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Errol Spence vs. Terence Crawford: Why Teddy Atlas believes super fight will never happen

Joseph Herron Updated
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On a recent episode of DAZN's "Ak and Barak Show", current WBO Welterweight champion Terence Crawford aired his disgust over the possibility of never facing IBF/WBC champ Errol Spence in a highly anticipated unification bout.
“I don’t know, to be honest,” when asked if he would fight Spence for a 50/50 purse split on Sirius XM Radio.  “I’m past that...I’ve been calling for them fights since I was at 140 pounds.”
“If you go all the way back, since before I was undisputed, before I even had a welterweight fight,  I was calling out Keith Thurman and Errol Spence...all of those guys.  Once I moved up, everyone said, ‘get a belt’.  I got a belt in my first fight at Welterweight...not a tune up, no nothing, my first fight at Welterweight.”
“Then they say, ‘I’m on the wrong side of the street’.  I’m not about to be playing these games where they say, ‘oh, we’ll fight you when we want to fight you on our terms’.”
“It doesn’t work like that with me.  Either we’re going to fight, and that’s that...if not, that’s that, and it’s cool.  I’m comfortable where I’m at right now.”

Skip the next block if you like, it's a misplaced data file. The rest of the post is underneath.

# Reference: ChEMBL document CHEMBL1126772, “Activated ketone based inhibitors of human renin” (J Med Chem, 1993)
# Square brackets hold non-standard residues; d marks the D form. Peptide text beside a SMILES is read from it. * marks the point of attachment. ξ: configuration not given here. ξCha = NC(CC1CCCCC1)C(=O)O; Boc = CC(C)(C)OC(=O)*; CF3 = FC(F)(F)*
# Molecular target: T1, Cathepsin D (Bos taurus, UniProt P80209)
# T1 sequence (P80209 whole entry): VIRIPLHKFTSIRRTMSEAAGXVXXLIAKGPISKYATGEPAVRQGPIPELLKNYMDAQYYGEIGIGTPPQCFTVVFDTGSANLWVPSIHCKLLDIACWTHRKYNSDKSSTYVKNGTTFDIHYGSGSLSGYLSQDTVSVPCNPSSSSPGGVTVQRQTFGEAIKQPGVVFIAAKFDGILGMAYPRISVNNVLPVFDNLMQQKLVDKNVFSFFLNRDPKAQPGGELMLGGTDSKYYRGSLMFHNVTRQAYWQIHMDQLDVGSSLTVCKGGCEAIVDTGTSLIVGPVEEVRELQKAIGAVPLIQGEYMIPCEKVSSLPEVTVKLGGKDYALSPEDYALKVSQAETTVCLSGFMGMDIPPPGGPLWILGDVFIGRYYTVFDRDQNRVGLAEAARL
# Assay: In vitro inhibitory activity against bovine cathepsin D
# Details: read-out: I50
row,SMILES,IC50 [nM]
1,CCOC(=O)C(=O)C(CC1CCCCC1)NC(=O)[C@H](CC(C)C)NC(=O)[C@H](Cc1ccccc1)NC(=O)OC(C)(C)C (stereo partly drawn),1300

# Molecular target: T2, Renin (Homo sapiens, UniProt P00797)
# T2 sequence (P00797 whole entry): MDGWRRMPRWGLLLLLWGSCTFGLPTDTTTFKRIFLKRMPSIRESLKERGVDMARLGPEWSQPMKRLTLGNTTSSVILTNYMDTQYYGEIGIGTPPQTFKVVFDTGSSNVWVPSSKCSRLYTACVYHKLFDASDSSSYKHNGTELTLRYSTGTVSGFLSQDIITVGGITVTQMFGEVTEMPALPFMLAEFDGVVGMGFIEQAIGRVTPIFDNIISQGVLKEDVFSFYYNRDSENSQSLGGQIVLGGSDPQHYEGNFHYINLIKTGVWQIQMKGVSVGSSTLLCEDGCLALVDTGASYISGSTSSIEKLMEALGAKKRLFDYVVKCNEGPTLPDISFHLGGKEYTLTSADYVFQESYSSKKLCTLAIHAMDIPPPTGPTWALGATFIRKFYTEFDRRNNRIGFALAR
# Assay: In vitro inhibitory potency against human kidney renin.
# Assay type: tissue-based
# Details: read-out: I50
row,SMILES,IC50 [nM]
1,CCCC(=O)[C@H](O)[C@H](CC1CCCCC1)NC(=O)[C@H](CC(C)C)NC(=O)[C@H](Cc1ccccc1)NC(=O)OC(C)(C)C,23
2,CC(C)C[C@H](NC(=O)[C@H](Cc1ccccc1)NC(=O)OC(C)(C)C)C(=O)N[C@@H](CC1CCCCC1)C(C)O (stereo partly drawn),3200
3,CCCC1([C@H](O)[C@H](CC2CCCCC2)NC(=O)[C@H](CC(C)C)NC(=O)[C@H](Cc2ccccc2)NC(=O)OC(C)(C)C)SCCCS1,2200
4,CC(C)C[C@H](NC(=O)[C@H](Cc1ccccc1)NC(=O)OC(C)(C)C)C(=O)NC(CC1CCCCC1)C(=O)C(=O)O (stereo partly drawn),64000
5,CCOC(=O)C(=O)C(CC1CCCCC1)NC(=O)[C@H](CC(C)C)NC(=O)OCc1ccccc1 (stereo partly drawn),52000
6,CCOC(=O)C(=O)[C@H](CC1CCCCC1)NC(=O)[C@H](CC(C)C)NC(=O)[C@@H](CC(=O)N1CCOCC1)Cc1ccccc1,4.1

Teddy Atlas not only understands TC's frustration, he whole-heartedly agrees with the undefeated P4P fighter.  
"You're never going to get Spence vs. Crawford," exclaimed Teddy Atlas on his weekly podcast. 
When asked why, Teddy gave his candid and emphatic opinion on "who's to blame".
"The greedy promoters, that's why!  The greedy promoters want to have options and want to control their fighters.  They don't want to take a chance that their guy's going to lose, and they want to keep their deal with the network.  Part of their deal with the network is that they have 'that guy', and they don't want to lose 'that guy' because they want to keep getting paid by the network!"
Upon reviewing recent events in boxing, It's hard to argue with the veteran fight trainer.
Is it any coincidence that PBC's Al Haymon was discussing a potential unification match with Crawford's promoter, Bob Arum of Top Rank, Inc, while working out the deal for Wilder vs. Fury 2 in 2019, but had a sudden change of heart after Haymon's top earner, Deontay Wilder, suffered a demoralizing and career crippling defeat?
Since experiencing the devastating, one-sided TKO loss at the hands of the Top Rank fighter in February of 2020, Wilder has not only been inactive, but doesn't seem to have any big money prospects on the horizon.  And while being on the sidelines, Wilder's stock has plummeted, citing every delusional excuse known to man as to why he was embarrassed in his return match with Tyson Fury.
As a result, many interested observers have doubts about Deontay Wilder's future in the sport.  At age 35, many experts believe fans may have seen the last of Deontay Wilder in any meaningful and lucrative fights.